Fibroblast Growth Factor 23 (FGF-23) Concentrations in Cats with Early Nonazotemic Chronic Kidney Disease (CKD) and in Healthy Geriatric Cats
Article first published online: 30 JAN 2013
Copyright © 2013 by the American College of Veterinary Internal Medicine
Journal of Veterinary Internal Medicine
Volume 27, Issue 2, pages 227–233, March/April 2013
How to Cite
Finch, N.C., Geddes, R.F., Syme, H.M. and Elliott, J. (2013), Fibroblast Growth Factor 23 (FGF-23) Concentrations in Cats with Early Nonazotemic Chronic Kidney Disease (CKD) and in Healthy Geriatric Cats. Journal of Veterinary Internal Medicine, 27: 227–233. doi: 10.1111/jvim.12036
- Issue published online: 15 MAR 2013
- Article first published online: 30 JAN 2013
- Manuscript Accepted: 27 NOV 2012
- Manuscript Revised: 28 SEP 2012
- Manuscript Received: 1 MAY 2012
- GFR ;
- Renal secondary hyperparathyroidism
Fibroblast growth factor (FGF-23) has an important role in phosphate regulation. Its clinical relevance in cats with CKD has not been explored previously.
The study objectives were (1) to determine whether FGF-23 concentrations are increased in nonazotemic cats, cats which developed azotemia within 12 months of screening compared with cats that remained non-azotemic, and (2) to evaluate the relationships between FGF-23 and PTH and FGF-23 and glomerular filtration rate (GFR).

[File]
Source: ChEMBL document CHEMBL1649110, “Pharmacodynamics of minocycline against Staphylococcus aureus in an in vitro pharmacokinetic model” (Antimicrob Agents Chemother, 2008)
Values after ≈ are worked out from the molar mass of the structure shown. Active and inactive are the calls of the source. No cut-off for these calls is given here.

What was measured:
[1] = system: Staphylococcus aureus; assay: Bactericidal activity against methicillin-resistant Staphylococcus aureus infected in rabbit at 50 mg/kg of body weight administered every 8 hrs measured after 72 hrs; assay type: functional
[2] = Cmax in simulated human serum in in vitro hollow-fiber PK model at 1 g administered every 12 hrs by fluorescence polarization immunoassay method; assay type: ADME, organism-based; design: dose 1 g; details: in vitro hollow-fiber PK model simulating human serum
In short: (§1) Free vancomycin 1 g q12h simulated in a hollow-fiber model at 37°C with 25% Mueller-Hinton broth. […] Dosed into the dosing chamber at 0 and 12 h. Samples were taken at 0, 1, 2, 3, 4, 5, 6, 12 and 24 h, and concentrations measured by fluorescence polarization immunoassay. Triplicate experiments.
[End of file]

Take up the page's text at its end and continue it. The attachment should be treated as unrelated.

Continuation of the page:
Sixty-two healthy client-owned geriatric cats, 14 of which developed azotemia during the 12-month follow-up period.
Healthy nonazotemic cats were recruited prospectively into the study and followed for 12 months. At the study end-point, cats were categorized into 3 groups according to plasma creatinine concentration. PTH, FGF-23, and additional biochemical variables were evaluated at baseline and after 12 months. GFR was measured by a corrected slope-intercept iohexol clearance method.
FGF-23 concentrations at baseline were found to be significantly increased in cats that developed azotemia (P = .001) compared with cats that did not develop azotemia. A significant positive relationship was identified between FGF-23 and PTH, whereas the relationship between FGF-23 and GFR was negative.
Conclusions and Clinical Importance
FGF-23 concentrations predicted development of azotemia in geriatric cats. Positive relationships between FGF-23 and PTH suggest an association between FGF-23 and renal secondary hyperparathyroidism.